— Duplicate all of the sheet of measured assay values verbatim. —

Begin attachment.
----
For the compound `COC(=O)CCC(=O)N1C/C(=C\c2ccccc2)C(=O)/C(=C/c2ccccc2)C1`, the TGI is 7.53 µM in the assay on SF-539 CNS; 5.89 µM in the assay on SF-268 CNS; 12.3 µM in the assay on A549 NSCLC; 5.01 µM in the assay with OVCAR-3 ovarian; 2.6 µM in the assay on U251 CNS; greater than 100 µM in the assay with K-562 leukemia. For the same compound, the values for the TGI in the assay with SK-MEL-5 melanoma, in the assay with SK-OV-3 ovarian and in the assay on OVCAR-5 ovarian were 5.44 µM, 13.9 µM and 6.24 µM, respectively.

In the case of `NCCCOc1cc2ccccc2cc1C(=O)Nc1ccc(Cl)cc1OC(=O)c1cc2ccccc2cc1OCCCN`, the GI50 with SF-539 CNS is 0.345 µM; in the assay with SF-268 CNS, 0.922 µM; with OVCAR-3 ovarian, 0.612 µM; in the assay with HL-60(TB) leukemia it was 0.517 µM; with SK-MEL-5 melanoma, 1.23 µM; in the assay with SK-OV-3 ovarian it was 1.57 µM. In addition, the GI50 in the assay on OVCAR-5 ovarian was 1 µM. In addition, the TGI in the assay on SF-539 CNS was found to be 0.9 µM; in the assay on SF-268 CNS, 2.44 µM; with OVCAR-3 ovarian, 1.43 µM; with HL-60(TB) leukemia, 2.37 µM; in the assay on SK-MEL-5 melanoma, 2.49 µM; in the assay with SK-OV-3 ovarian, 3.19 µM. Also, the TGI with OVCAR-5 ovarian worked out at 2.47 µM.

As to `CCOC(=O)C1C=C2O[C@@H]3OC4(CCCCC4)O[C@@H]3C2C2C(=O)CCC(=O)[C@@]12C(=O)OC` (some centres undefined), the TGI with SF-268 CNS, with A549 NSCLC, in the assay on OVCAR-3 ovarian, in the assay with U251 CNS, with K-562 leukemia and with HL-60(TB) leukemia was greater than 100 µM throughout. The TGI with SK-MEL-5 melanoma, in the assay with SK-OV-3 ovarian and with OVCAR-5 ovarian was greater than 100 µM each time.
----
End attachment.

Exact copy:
For the compound `COC(=O)CCC(=O)N1C/C(=C\c2ccccc2)C(=O)/C(=C/c2ccccc2)C1`, the TGI is 7.53 µM in the assay on SF-539 CNS; 5.89 µM in the assay on SF-268 CNS; 12.3 µM in the assay on A549 NSCLC; 5.01 µM in the assay with OVCAR-3 ovarian; 2.6 µM in the assay on U251 CNS; greater than 100 µM in the assay with K-562 leukemia. For the same compound, the values for the TGI in the assay with SK-MEL-5 melanoma, in the assay with SK-OV-3 ovarian and in the assay on OVCAR-5 ovarian were 5.44 µM, 13.9 µM and 6.24 µM, respectively.

In the case of `NCCCOc1cc2ccccc2cc1C(=O)Nc1ccc(Cl)cc1OC(=O)c1cc2ccccc2cc1OCCCN`, the GI50 with SF-539 CNS is 0.345 µM; in the assay with SF-268 CNS, 0.922 µM; with OVCAR-3 ovarian, 0.612 µM; in the assay with HL-60(TB) leukemia it was 0.517 µM; with SK-MEL-5 melanoma, 1.23 µM; in the assay with SK-OV-3 ovarian it was 1.57 µM. In addition, the GI50 in the assay on OVCAR-5 ovarian was 1 µM. In addition, the TGI in the assay on SF-539 CNS was found to be 0.9 µM; in the assay on SF-268 CNS, 2.44 µM; with OVCAR-3 ovarian, 1.43 µM; with HL-60(TB) leukemia, 2.37 µM; in the assay on SK-MEL-5 melanoma, 2.49 µM; in the assay with SK-OV-3 ovarian, 3.19 µM. Also, the TGI with OVCAR-5 ovarian worked out at 2.47 µM.

As to `CCOC(=O)C1C=C2O[C@@H]3OC4(CCCCC4)O[C@@H]3C2C2C(=O)CCC(=O)[C@@]12C(=O)OC` (some centres undefined), the TGI with SF-268 CNS, with A549 NSCLC, in the assay on OVCAR-3 ovarian, in the assay with U251 CNS, with K-562 leukemia and with HL-60(TB) leukemia was greater than 100 µM throughout. The TGI with SK-MEL-5 melanoma, in the assay with SK-OV-3 ovarian and with OVCAR-5 ovarian was greater than 100 µM each time.